Budva is the reigning "tourist capital of Montenegro" for all the right reasons. As one of the Adriatic Sea's oldest cities, Budva's 2500 year history reaches back from the past to offer you a drink on a warm sandy beach, a casual walk along lamp-lit streets, and a concert by Madonna? Yes, the 'Queen of Pop' is first scheduled to arrive in Budva in 2008, followed by other big acts in concerts sponsored by Budva's affluent city government. To explain Madonna's unusual arrival to a small town of only 16,000 inhabitants: Budva represents the two sides of Montenegro and is quickly gaining international recognition as its elegant beauty comes to grips with immense commercial promise.
The foundations for Budva’s current splendor were first laid over 2500 years ago, and legend says that it all began with love! Traditional stories tell of the supreme Greek God, Zeus, who in his constant pursuit of beautiful maidens abducted the Phoenician princess Europa. As Europa’s headstrong brother, Cadmus enters the picture by seeking the advice of the all-knowing oracle at Delphi. He eventually kills a dragon, and thus commits a sin against the gods, who expel his entire family from their hometown of Thebes. In their shame, Cadmus leaves Thebes with his wife Harmonia and their children on an ox-drawn cart - the faithful ox that pulled that cart? Butoe (Budva)!
Old Town Budva -.The story regarding how Old Town Budva first got it’s name ties into a mythological tradition that spans over 2500 years, and really reflects the history found in this very old town. Budva’s walls were built straight out of the Adriatic sea and what we see today is really only a fraction of the city’s splendor at it’s height, preserved with loving care by the local residents of Budva who are proud of their long history.
View of the sea from the Old Town -
The sea really defined life in Old Town Budva, and was the town’s source of life for many thousands of years, connecting Budva with the outside world, enabling Budva to trade for foreign goods, become rich, and built the architectural treasures that make the city an enjoyable place for all of us living today. To look on Old Town Budva’s city walls from a nearby hill, or gaze out of the loopholes (designed for arrows) that penetrate Budva’s stone defences, we can begin to imagine what life was like in Budva across the ages. These ramparts widen to form the Citadel, once a tremendous fortification on the Adriatic but now a more peaceful venue for the city’s many “City Theater” performances, which have found the perfect stage for dramatic productions.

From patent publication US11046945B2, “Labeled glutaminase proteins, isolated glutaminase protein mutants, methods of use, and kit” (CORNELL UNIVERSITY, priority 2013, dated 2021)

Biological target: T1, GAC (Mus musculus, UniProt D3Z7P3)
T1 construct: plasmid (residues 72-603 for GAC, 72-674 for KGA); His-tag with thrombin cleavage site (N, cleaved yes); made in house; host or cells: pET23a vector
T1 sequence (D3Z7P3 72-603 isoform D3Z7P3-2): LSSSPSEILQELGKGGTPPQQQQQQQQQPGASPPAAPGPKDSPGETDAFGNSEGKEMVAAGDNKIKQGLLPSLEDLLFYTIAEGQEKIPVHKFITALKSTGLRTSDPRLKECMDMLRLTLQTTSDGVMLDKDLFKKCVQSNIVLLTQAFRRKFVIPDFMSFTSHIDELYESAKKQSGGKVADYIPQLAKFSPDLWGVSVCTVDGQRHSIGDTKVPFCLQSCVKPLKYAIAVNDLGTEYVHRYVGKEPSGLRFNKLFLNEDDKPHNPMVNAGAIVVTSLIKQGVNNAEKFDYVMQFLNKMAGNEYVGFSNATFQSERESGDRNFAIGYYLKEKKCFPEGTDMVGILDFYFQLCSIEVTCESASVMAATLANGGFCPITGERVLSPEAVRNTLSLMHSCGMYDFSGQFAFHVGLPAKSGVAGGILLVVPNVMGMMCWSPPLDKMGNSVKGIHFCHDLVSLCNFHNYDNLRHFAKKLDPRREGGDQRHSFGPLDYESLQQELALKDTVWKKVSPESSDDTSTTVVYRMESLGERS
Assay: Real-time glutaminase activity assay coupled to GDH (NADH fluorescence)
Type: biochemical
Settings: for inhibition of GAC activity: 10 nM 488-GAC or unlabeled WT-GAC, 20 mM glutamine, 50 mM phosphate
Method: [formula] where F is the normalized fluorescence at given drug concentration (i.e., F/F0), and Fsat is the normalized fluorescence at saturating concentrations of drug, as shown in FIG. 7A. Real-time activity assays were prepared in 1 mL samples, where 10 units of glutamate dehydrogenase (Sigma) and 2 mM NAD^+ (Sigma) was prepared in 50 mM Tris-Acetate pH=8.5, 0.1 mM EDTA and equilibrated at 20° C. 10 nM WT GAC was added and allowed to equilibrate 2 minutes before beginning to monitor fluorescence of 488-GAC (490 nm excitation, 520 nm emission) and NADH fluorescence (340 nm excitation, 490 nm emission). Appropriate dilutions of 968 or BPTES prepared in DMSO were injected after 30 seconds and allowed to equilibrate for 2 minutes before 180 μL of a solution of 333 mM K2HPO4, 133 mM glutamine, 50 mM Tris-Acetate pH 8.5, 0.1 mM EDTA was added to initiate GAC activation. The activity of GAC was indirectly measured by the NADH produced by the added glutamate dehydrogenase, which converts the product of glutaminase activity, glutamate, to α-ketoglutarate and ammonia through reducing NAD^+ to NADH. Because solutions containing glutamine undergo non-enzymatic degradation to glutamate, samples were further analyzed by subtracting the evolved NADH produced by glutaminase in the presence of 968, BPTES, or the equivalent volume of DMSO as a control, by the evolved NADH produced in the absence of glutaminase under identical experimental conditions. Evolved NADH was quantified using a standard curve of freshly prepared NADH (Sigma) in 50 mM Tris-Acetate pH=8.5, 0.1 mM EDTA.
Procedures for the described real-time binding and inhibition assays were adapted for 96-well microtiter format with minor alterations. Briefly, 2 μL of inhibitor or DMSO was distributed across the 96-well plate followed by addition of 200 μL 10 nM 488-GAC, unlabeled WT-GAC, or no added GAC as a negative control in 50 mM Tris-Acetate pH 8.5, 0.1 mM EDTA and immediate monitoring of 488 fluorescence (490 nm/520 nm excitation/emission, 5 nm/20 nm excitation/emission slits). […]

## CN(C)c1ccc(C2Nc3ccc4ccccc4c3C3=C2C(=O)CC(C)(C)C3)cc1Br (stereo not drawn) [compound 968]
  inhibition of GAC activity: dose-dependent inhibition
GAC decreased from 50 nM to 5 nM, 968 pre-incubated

The town ramparts - These theater productions in Old Town Budva are also performed on the smaller stage “between the churches” which symbolically means that these events are protected by three saintly powers from different times in history. Namely, the churches involved include “Saint Mary in Punta” (built in 840), “Saint Sava” (built in the 12th-13th centuries) and the “Holy Trinity” (built in 1804). The Budva theatre tradition has gradually developed from the ancient roots of religious processions and masked balls that have now grown and matured together with the Budva and mark Old Town Budva as a prime attraction all year long. The bright, cheerful spirit of the masked dancers is still thriving through the “Festadjuni" (masked ball) of Budva! Saint Mary in Punta -
Underneath the plateau that borders Budva and in front of the church of Saint John (believed to be originally built in the 7th century), we find the Roman public baths (called terme) hidden from view. Archaeologists who have studied Old Town Budva date these Roman public baths to the 3rd and 4th centuries AD.
Preserved parts of the Roman streets still lead into the building of the Budva Town Museum. After many centuries, the traces of life left behind by the Illyrians, Greeks, and Romans are finally displayed in the new museum building: terra-cotta dishes which the people of Budva used to eat from in the 5th and 6th centuries BC; stone jars from which they tasted the thick, smooth Mediterranean wine typical to the region; amphora for keeping the valuable golden yellow olive oil that seems to run in their veins. Also found in the Budva City Museum are ancient urns, jewelry, coins, buckles, cutlery, medical instruments, and miniature multi-colored glass vessels for collecting sweet-smelling ointments or the tears of a loved one, which might have been useful when their men would sail off to sea…
The remains of the ancient Budva city gates through which those same sailors perhaps came back to their homes, are now displayed in the premises of a boutique where today one can find some modern items from important European fashion capitals. Outside the walls of the Old Town Budva, in a part of one of the popular cafes, lie the remains of Roman mosaics. In Budva, the past really does live alongside the present. Outside the protection of the Old Town stonewalls of Budva’s oldest district, modern revelers will find entertainments to suit all tastes and budgets – Budva’s hotels, restaurants and discothèques (clubs) and also joined by family-fare such as children’s entertainment centers and cafes closely stacked together in a charming, if not hectic, setting. The island of "Saint Nicholas" still keeps a watchful eye on Budva and its numerous sandy beaches - being the only island in the vicinity of Budva and it’s Old Town center.
Island "St. Nikola" (View through a loophole)-
Budva arose from romantic beginnings, so legend says, and the city will not disappoint the pleasure seeker, romantic, or adventurer who find their ways to Budva’s ancient stone streets. We hope you find what you’re looking for in Budva!
Budva Tourist Guide
Written by: JELENA VOJNIC